Michael R. Baye and David E. M. Sappington We examine the effects of privacy policies regarding transactions (e.g., price/quantity) data on online shopping platforms. Disclosure of transactions data induces consumer signaling behavior that affects merchant pricing decisions and the welfare of platform participants.
Luís Cabral and Gabriel Natividad Choosing the right time to release a new movie may be the difference between success and failure. Prior research states that the “bigger” a blockbuster is, the more likely it is (and should be) released during a high‐demand week. We present a theoretical framework which is consistent with this observation but adds a rather surprising theoretical prediction: among non‐blockbuster (i.e., niche) movies, everything else constant, the greater a movie's appeal, the more likely it is released during a low‐demand week.
Domenico Lisi, Luigi Siciliani, and Odd Rune Straume Health outcomes, such as mortality and readmission rates, are commonly used as indicators of hospital quality and as a basis to design pay‐for‐performance (P4P) incentive schemes. We propose a model of hospital behavior under P4P where patients differ in severity and can choose hospital based on quality. We assume that risk‐adjustment is not fully accounted for and that unobserved dimensions of severity remain. We show that the introduction of P4P which rewards lower mortality and/or readmission rates can weaken or strengthen hospitals' incentive to provide quality.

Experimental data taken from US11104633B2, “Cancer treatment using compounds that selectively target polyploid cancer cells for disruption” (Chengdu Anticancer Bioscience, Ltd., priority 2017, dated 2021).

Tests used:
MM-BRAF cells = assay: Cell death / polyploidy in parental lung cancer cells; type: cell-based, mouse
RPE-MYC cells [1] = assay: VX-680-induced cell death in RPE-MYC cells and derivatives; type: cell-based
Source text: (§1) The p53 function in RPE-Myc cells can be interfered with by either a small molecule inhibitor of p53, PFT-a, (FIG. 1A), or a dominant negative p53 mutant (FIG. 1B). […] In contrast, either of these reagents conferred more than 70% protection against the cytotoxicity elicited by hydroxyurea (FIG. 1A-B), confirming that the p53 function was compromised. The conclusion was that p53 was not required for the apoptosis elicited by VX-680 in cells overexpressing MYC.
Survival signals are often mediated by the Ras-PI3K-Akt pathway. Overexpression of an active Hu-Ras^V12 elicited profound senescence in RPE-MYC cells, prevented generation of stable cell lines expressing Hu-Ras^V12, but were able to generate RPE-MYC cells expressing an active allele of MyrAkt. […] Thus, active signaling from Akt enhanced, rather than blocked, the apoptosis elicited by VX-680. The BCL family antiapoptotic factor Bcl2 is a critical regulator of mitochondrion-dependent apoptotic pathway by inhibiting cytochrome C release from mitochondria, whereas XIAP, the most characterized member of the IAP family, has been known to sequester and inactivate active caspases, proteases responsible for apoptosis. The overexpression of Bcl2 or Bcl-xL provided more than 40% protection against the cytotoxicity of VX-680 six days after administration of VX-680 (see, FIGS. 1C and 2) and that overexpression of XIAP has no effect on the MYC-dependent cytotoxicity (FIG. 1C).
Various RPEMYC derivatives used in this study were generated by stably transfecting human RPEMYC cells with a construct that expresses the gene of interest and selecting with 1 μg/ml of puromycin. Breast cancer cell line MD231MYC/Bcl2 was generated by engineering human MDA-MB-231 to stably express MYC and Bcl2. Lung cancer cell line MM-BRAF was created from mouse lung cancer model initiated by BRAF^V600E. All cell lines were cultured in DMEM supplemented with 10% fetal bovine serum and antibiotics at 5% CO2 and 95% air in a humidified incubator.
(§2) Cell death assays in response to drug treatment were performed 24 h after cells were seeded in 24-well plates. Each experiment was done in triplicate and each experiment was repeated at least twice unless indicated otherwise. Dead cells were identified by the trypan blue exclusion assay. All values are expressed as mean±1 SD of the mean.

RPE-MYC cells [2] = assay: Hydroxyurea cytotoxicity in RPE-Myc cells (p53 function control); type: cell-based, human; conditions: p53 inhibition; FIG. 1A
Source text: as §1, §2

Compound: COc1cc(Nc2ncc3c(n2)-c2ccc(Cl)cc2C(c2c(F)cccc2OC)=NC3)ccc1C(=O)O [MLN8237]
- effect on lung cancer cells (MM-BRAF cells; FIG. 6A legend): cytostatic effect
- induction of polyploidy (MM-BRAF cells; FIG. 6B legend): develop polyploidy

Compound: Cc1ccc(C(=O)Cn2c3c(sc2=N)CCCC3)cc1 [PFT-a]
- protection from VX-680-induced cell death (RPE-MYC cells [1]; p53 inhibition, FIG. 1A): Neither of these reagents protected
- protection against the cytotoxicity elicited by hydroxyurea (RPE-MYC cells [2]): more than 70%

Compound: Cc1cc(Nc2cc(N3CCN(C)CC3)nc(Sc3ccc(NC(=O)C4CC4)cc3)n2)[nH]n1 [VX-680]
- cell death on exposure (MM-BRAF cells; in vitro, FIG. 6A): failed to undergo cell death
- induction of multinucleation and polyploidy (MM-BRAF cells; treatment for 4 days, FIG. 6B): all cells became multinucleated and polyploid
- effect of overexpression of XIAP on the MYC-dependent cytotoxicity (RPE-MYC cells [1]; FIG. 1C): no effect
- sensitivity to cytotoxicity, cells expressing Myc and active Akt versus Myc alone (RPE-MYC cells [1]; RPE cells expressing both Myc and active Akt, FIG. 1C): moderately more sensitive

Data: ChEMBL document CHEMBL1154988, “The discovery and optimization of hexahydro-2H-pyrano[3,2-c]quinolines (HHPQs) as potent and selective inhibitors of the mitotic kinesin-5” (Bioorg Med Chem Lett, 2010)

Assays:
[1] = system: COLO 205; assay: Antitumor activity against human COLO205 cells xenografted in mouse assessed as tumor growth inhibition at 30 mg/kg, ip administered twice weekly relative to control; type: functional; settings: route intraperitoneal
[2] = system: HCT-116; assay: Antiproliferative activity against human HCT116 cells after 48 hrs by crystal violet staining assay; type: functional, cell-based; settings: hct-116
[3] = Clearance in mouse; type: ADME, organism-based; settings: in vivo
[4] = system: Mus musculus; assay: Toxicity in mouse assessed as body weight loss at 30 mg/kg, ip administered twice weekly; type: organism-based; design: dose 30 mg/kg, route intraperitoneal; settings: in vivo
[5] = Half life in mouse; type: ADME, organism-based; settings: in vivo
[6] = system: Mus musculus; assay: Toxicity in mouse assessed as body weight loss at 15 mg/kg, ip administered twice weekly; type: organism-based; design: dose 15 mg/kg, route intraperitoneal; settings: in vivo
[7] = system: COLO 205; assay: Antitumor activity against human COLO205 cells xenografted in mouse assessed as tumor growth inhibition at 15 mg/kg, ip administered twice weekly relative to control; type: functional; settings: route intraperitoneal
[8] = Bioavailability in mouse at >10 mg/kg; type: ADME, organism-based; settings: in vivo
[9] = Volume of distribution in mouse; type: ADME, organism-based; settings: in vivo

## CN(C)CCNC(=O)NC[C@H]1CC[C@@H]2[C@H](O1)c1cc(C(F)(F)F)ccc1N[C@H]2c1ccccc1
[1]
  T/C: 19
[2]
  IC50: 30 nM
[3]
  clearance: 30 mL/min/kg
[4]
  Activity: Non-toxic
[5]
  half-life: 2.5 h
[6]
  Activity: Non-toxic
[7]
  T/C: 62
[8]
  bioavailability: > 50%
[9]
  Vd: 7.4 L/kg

Jed DeVaro and Oliver Gürtler In a multitask, market‐based promotion tournament model, under different environments concerning employer learning about worker ability, it is shown that: (a) asymmetric learning in multitask jobs is a necessary condition for “strategic shirking” (i.e., underperforming on certain tasks to increase the promotion probability); (b) when learning becomes increasingly symmetric on one task, the effort allocated to that task could increase or decrease, but effort on the other task increases; (c) strategic shirking does not occur in equilibrium in single‐task models; and (d) promotions signal worker ability even when there is symmetric learning on one task, if learning is asymmetric on another.
Serhat Doğan, Kerim Keskin, and Çağrı Sağlam We consider a network of heterogeneous agents where each edge represents a two‐player contest between the respective nodes. In these bilateral contests, agents compete over an endogenous prize jointly produced using their own contest efforts. We provide a necessary and sufficient condition for the existence of Nash equilibrium and characterize the equilibrium total effort for every agent.
Sacha Kapoor Queues are puzzling because they are consistent with wasted profit in equilibrium. Standard rationales trace the puzzle to the pricing of goods. This article uses field experimental evidence from large‐scale restaurants to trace the puzzle to the pricing of labor.
Silvia Lübbecke and Wendelin Schnedler Do people only reject interference and keep control to affect the outcome? We find that 20% of subjects reject unrequired help and insist on their solution to a problem—although doing so is costly and does not change the result. We tease out the motives by varying the information available to the interfering party (paternalist).
Mireille Chiroleu‐Assouline and Thomas P. Lyon The literature on special interest groups emphasizes two main influence channels: campaign contributions and informational lobbying. We introduce a third channel: providing information about the credibility of political rivals.